Now for a little interjection about Brendan. He was awesome. Warm, consistent, encouraging, prayerful, and wearing the same shirt he had on when Ivo was born. He's a man of little variation (at least when it comes to fashion). Naturally, he was hungry, and he ate smelly (delicious smelling, but still... smelling) lentils that our lovely friend had brought over. I felt like a saint to put up with it, but it felt good to do something nice for someone else. I'm ALL about gratitude, appreciation, kindness, optimism, and hugging during labor. They help a lot. It's scientifically proven! As it is said in Dune: “fear is the mind-killer.” In other words, fear and anxiety cause the release of adrenaline which makes labor more difficult. Happy, lovey feelings, though, promote the release of oxytocin, a “feel good” hormone which causes uterine contractions. But I digress...
Brendan and I are at our best when I'm in labor. I have to trust him and be thankful, and he has to pay careful attention to me and use his calm, cool logic to encourage me. And I do love the hugging.
My favorite part of the whole thing, though, was at the end of my active labor stage and the start of my pushing phase. The ladies had all been enjoying their night off together in my living room and providing a lovely, warm, camaraderic background to my birth. BUT, just I was thinking these contractions had to be getting close to their peak, I made a very different kind of sound, and suddenly all the ladies were at the bathroom door asking how I was doing. It was so cool. They are so well-educated and experienced. Just hearing my noise change told them instantly that I was ready to push. I think I said something about it feeling different when they asked how I was, and Cindie asked if I was pushing. “Oh yeah!” I thought, “that's what that is!” MIND GAME OVER! It wasn't going to take forever! That was around 10 PM; it had been about 8 hours since everyone got to my house (but still felt to me like about 4).
I hobbled to my bed and did side-lying, gentle pushing only when I had the urge to do so. I had to pull really hard on Brendan's shoulders to get through the contractions, and once I almost sprained his neck; but, he forgave me! Things got very burny/sting-y, and I should have know that I was crowning; but no one really said anything of the sort, so I thought I still had a way to go. On one very strong contraction and with the feeling of fire and brimstone I cried out to God to help me, and I remember Brenna's voice telling me to keep control. It was a good reminder! There was the worst feeling I had ever known down there (remember: 2 prior natural births!), and I was feeling afraid of what was to come. Unbeknown to me, however, I was through the hard part. My baby was sitting on my perineum up to her shoulders because, when I was crying to God for help, Hazel was pushing her head out into the cool air of my bedroom. Cindie said something like, “Jessica, can you lift your leg up, and we'll help get her up to you?” What!? She's out?! I had no idea! Sure, I can lift my leg! So, I did, and she twisted out the rest of the way and was put on my chest. And for all that drama, no tear :).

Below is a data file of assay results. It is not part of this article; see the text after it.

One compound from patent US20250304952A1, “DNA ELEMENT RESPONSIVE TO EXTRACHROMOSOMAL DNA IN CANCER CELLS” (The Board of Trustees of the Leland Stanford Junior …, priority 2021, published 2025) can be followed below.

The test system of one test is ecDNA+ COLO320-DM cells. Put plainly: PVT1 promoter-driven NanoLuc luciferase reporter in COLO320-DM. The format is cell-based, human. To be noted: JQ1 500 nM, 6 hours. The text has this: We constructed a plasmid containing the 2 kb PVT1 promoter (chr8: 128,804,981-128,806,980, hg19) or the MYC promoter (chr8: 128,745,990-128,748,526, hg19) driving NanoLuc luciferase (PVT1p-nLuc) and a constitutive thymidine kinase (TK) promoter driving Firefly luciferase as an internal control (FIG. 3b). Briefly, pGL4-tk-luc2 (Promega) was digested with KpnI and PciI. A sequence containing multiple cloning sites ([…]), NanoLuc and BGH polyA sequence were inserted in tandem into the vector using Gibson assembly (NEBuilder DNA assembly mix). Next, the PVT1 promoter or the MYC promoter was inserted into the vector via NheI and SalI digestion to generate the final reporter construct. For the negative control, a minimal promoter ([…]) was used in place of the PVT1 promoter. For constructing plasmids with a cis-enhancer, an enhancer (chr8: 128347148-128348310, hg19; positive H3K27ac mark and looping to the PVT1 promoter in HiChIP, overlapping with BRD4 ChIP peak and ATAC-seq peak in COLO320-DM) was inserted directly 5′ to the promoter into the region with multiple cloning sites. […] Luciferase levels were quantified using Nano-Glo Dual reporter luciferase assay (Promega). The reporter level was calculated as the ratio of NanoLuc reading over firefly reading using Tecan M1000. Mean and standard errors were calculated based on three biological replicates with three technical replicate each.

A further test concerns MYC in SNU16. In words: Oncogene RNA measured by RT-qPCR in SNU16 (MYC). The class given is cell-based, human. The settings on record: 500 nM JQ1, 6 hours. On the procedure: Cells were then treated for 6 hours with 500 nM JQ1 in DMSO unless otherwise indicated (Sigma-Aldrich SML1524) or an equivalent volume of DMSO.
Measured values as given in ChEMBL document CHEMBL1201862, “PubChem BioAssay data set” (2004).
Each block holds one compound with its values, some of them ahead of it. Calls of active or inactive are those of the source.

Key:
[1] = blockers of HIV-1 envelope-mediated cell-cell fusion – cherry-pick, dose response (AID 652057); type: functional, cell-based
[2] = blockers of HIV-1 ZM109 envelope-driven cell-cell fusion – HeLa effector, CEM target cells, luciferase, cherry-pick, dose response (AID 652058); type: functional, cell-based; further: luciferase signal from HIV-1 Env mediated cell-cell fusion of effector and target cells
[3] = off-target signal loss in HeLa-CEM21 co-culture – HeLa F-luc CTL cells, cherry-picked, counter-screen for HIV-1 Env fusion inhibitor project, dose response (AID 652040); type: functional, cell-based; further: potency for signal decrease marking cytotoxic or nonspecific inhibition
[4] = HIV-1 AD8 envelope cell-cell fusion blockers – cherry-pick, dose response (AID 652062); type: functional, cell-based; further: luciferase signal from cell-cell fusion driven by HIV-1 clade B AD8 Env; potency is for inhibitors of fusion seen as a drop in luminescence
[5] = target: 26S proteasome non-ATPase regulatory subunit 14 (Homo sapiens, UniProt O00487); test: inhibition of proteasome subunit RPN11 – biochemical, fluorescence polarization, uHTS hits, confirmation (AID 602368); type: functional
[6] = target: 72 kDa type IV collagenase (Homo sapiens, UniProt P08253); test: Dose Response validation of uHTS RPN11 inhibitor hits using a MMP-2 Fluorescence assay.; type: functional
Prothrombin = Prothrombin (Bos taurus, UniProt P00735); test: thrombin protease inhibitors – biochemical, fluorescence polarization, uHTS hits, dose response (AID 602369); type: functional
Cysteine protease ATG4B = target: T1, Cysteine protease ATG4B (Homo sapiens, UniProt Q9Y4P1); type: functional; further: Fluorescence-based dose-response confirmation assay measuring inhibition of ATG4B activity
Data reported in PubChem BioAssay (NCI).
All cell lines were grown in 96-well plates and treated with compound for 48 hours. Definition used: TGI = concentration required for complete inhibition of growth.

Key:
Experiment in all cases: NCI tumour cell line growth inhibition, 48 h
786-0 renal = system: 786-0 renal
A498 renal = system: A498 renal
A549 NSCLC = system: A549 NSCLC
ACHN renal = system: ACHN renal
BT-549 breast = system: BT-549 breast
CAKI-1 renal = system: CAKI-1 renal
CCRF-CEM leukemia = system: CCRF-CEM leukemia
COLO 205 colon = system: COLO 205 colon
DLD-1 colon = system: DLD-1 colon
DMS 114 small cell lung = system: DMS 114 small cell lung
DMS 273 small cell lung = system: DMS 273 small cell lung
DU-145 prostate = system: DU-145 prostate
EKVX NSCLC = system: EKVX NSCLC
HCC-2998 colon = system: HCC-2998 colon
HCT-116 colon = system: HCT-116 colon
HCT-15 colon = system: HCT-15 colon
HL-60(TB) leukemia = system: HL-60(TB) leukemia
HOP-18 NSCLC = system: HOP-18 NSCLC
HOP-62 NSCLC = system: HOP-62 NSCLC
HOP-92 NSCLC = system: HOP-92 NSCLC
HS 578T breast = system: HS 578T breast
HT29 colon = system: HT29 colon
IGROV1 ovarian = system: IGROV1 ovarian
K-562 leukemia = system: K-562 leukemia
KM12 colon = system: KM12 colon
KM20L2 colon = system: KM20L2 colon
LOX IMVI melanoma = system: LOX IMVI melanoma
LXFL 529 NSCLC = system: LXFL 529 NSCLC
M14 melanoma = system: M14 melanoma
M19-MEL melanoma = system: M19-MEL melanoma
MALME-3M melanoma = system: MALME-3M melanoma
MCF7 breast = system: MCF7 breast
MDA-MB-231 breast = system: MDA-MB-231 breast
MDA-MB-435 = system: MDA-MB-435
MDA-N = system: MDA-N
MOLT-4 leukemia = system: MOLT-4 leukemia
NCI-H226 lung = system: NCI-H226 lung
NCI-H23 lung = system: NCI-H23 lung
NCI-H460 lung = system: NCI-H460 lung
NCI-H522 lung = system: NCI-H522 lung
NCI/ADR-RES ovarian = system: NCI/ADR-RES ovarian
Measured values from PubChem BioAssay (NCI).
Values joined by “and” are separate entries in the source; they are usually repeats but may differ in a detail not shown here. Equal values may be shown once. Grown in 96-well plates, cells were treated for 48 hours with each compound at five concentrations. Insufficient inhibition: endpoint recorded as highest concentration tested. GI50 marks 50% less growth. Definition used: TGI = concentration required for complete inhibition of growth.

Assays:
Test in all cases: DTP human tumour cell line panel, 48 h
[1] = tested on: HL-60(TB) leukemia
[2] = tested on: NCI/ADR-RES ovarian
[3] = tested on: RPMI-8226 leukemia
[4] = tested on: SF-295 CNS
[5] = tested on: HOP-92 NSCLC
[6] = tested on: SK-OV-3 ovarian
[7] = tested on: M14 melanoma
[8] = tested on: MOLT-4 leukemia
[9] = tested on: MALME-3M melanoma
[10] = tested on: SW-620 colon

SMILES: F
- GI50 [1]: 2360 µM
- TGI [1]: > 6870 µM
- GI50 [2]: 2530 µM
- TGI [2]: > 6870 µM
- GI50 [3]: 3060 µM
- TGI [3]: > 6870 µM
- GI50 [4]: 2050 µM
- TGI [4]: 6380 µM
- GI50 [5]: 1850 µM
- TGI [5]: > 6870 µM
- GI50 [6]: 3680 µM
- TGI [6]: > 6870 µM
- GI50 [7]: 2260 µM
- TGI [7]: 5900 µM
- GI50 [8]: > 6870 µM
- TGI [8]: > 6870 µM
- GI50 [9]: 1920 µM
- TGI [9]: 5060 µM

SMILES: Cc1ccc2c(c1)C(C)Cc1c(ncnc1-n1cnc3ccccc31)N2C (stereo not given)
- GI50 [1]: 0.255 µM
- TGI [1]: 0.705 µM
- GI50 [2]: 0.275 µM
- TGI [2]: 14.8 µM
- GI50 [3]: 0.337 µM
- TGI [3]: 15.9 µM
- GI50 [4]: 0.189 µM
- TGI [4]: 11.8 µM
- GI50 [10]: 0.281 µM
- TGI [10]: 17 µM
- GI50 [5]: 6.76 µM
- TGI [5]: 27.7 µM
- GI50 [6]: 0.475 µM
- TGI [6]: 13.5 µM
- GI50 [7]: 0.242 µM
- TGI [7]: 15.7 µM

I was wildly happy and suddenly felt very tired. I love the afterward of birth, especially at a homebirth. Everything is so calm and comfortable (well, except for that you-just-had-a-baby feeling) and fun and relaxed! We had so much fun checking out Hazel's beautiful face, calling parents, and chatting about theology and the amazing grace of God late into the night.
Things got very hard over the next couple of weeks with illness, burst eardrums (mine), two rounds of mastitis, horrible allergic reactions (Ivo's), and a frenotomy (Hazel was tongue-tied, which was not a big deal AT ALL, but I stressed about it). Still, though, we believed and believed and believed that God is good all the time. All the initial difficulty, made everything seem lovely by the time she was 3 weeks old, and I was suddenly on my own each day with my THREE children. I'd say it was the easiest transition yet. I still have trouble sometimes, when I have a rough day, with feeling like I'm just not up for the job. But, that's mostly because I expect myself to be nothing but grateful and thrilled with my blessings from God every day of their lives, and that's VERY UNREALISTIC. Having three (under 3.5!) can be quite a challenge, but believing that God is good and that they are gifts does make a huge difference in my ability to cope.
Now, almost 6 months, later, I'm already sad that Hazie Belle is growing up so, so fast. I keep thinking back to the early, early days of her life when the boys were just getting to know her, and it's almost more than I can bear that those days are already past. I love each day. I may not like the specifics of each day, like the tantrums of my newly minted two-year-old over his not being allowed to play with his poop, the umpteenth talk with my almost-4-year-old about how, even if he IS playing superhero we CANNOT pose in a threatening way at said 2-year-old, the baby who slept 8 solid hours a night at age 4 weeks but only does 2-3 hour chunks now, the dead rats in my hot water heater closet, and the constant, CONSTANT presence of clutter in my everywhere, but with an eternal perspective, I love the company of souls that I keep.
In case you're wondering:
Yes. We think we will have more. We definitely want to foster, adopt, or both, but I also can't shake the feeling that I'd like to have another birth. Lord willing, though, I'll be doing my doula certification over the next year, so maybe I'll get it out of my system by going to other people's births... but I doubt it!